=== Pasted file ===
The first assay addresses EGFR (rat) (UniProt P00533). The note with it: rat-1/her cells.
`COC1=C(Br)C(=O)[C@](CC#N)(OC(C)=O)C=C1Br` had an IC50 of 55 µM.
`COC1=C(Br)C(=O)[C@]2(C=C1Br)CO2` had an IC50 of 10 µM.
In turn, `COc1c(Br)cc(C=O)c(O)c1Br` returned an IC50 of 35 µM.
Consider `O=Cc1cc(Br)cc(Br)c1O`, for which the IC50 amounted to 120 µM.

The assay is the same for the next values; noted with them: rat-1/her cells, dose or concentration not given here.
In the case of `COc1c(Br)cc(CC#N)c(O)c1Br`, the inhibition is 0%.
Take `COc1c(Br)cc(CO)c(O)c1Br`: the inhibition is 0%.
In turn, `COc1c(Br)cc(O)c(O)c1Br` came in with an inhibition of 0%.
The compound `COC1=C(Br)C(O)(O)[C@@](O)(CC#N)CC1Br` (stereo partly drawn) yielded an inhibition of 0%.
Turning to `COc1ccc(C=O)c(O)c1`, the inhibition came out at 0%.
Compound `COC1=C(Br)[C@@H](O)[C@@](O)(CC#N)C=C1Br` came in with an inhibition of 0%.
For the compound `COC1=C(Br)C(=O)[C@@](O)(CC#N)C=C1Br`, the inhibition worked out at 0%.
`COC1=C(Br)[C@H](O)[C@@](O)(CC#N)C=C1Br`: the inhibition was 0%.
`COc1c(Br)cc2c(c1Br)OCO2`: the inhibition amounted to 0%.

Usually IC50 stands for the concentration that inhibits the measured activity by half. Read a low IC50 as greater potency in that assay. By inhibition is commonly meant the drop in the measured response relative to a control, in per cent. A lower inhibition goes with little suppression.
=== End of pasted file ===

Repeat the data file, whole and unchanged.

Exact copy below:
The first assay addresses EGFR (rat) (UniProt P00533). The note with it: rat-1/her cells.
`COC1=C(Br)C(=O)[C@](CC#N)(OC(C)=O)C=C1Br` had an IC50 of 55 µM.
`COC1=C(Br)C(=O)[C@]2(C=C1Br)CO2` had an IC50 of 10 µM.
In turn, `COc1c(Br)cc(C=O)c(O)c1Br` returned an IC50 of 35 µM.
Consider `O=Cc1cc(Br)cc(Br)c1O`, for which the IC50 amounted to 120 µM.

The assay is the same for the next values; noted with them: rat-1/her cells, dose or concentration not given here.
In the case of `COc1c(Br)cc(CC#N)c(O)c1Br`, the inhibition is 0%.
Take `COc1c(Br)cc(CO)c(O)c1Br`: the inhibition is 0%.
In turn, `COc1c(Br)cc(O)c(O)c1Br` came in with an inhibition of 0%.
The compound `COC1=C(Br)C(O)(O)[C@@](O)(CC#N)CC1Br` (stereo partly drawn) yielded an inhibition of 0%.
Turning to `COc1ccc(C=O)c(O)c1`, the inhibition came out at 0%.
Compound `COC1=C(Br)[C@@H](O)[C@@](O)(CC#N)C=C1Br` came in with an inhibition of 0%.
For the compound `COC1=C(Br)C(=O)[C@@](O)(CC#N)C=C1Br`, the inhibition worked out at 0%.
`COC1=C(Br)[C@H](O)[C@@](O)(CC#N)C=C1Br`: the inhibition was 0%.
`COc1c(Br)cc2c(c1Br)OCO2`: the inhibition amounted to 0%.

Usually IC50 stands for the concentration that inhibits the measured activity by half. Read a low IC50 as greater potency in that assay. By inhibition is commonly meant the drop in the measured response relative to a control, in per cent. A lower inhibition goes with little suppression.